“The euro is no longer under existential threat,” said Herman Van Rompuy three weeks ago. “Financial stability has been restored”. Van Rompuy, if you can’t place the name, is President of the European Union. That makes him the most senior policy-maker in Brussels, wielding considerable power over the governments of 28 countries with a combined population exceeding 500m people.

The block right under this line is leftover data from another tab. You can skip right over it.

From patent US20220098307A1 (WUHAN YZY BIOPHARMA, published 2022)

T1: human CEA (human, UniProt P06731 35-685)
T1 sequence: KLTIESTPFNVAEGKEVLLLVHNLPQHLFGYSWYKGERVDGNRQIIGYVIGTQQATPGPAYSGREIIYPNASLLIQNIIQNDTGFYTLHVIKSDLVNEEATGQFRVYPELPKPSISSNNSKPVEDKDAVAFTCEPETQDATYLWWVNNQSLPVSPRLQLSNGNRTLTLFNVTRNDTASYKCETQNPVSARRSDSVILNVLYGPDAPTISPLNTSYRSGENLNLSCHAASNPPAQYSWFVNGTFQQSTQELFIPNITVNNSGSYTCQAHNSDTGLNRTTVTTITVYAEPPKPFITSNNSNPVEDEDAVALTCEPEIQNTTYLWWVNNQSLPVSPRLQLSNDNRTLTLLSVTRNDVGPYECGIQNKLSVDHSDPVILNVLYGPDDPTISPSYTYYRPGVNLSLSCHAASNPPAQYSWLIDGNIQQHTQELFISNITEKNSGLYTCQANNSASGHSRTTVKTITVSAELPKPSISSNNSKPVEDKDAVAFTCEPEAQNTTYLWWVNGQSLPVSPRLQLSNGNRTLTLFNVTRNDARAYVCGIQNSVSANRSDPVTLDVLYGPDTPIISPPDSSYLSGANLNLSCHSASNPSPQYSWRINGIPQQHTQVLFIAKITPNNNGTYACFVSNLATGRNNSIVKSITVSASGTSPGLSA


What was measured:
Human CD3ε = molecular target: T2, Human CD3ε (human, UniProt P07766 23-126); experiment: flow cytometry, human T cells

Despite this reality, Van Rompuy has a near-zero public profile. He’s probably best known, not only in the UK but across much of Western Europe, for being the man that UKIP leader Nigel Farage once described as having “the charisma of a damp rag and the appearance of a low-grade bank clerk”.